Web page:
In this tutorial I’m going to describe how I approach creating an illustrated map step-by-step. The examples in this tutorial are taken from a real commission for Wanderer Magazine who asked me to design a map of Hanoi in Vietnam.
1. First you need to decide on the landmarks to include on the map. In this example the client provided me with a list of landmarks they wanted to highlight in the article, plus a few people and food item ideas. Using Google Maps you can plot each landmark and see how they are distributed across the city. If you’re choosing the landmarks yourself I’d recommend picking ones that are evenly distributed across the map so you can have an evenly balanced composition.
Google map screenshot of Hanoi
2. Take a screen grab of the Google map and then import this into Illustrator (or any image creation software of your choice). Place the screen grab in the top layer, set the Transparency to Multiply and lock that layer. Create a new layer underneath the top layer and you’re ready to start creating your illustrated map. By placing the Google Map in the top layer this means it’s always there for handy reference.
3. Create a base layer and choose a background colour. I tend to think of colours that somehow make me think of that City but sometimes the colour of a certain landmark will set the tone for the rest of the map. In my illustrated map of Birmingham, the Library has a distinctive blue and yellow colour scheme and in my illustrated map of New York the yellow of the taxi cab was my starting point. For this map of Hanoi I chose a warm pink that made me think of a hot bustling City.
4. Lock the background colour layer and create a new layer on top. Trace the major roads from the Google Map and add any rivers or train lines. You’ll then start to build up a network of roads and the skeleton of your map will start to emerge.
Roads are marked out on the map
5. Start adding your icons and landmarks. I usually sketch them out first on paper and spend a bit of time searching the web for images of the buildings from different angles. I then import them into Illustrator so I can lay the sketches out on the map and experiment with different sizes and compositions. As I mentioned before, you’re looking for an evenly distributed composition where the landmarks are nicely spread out across the page. If a few of the landmarks are grouped together you can spread them out and then link them to their actual location with arrows. If one of your landmarks is way off the map you could add a map insert to show that this particular icon is outside of the main map.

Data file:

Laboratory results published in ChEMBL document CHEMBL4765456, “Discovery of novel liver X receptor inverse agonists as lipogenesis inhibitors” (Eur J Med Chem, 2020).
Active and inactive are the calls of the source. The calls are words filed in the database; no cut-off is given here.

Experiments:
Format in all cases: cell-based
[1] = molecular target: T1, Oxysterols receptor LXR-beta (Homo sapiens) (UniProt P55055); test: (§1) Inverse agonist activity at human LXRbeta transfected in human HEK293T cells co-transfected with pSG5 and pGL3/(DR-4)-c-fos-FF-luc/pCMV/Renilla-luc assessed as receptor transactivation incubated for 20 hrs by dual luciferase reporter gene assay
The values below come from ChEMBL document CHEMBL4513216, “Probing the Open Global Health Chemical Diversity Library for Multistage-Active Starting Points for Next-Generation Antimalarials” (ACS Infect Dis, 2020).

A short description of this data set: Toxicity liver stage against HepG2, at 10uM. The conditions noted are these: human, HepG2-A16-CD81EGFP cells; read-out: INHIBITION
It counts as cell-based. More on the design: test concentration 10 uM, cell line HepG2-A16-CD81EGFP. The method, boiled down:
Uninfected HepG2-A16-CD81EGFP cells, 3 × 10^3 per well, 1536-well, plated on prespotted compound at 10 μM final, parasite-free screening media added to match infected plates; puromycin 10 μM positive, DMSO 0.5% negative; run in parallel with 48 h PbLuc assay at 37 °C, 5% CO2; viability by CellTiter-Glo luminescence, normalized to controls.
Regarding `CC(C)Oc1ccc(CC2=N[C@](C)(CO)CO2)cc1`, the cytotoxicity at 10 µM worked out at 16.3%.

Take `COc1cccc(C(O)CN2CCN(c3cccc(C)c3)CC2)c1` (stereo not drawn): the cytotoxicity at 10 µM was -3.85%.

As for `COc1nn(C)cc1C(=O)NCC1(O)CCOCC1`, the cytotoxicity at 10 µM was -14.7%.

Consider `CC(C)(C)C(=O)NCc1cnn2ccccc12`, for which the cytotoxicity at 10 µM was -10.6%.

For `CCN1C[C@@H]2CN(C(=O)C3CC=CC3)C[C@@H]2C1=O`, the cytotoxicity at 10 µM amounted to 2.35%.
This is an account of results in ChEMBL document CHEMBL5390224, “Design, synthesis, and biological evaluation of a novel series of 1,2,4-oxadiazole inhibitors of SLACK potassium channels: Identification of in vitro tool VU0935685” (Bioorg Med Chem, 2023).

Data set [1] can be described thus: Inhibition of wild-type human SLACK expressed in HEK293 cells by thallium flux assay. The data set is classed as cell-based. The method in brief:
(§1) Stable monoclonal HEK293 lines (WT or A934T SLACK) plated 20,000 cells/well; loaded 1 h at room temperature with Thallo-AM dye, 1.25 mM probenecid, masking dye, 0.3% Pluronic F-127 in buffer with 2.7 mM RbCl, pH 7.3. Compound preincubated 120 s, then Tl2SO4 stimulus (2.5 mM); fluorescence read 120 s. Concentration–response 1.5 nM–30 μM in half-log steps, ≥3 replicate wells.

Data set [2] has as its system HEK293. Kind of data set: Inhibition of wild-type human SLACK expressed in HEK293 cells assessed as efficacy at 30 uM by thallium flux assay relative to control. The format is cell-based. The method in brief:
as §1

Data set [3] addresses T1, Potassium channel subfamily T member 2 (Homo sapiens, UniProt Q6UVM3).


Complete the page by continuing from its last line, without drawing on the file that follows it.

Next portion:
Hanoi illustrated map with landmarks sketched out
6. Add some food and people. As well as buildings and landmarks, food and people really help bring a map to life. Think about local delicacies you could include. These kind of illustrations can also be used to fill any empty space.
7. When you’re happy with the placement of the map features, check your colours and try and get the composition to harmonise. I like to use bright contrasting colours so try to get the pops of colour balanced evenly across the map.
8. Add some decorations such as trees, small buildings and shrubs. These kind of smaller details can really bring the map together. And et voilà here is the final map of Hanoi:
Landmarks are coloured in and details added to the finished map
If you have any other questions feel free to get in touch and if you’re interested in commissioning me to create an illustrated map you can email me on firstname.lastname@example.org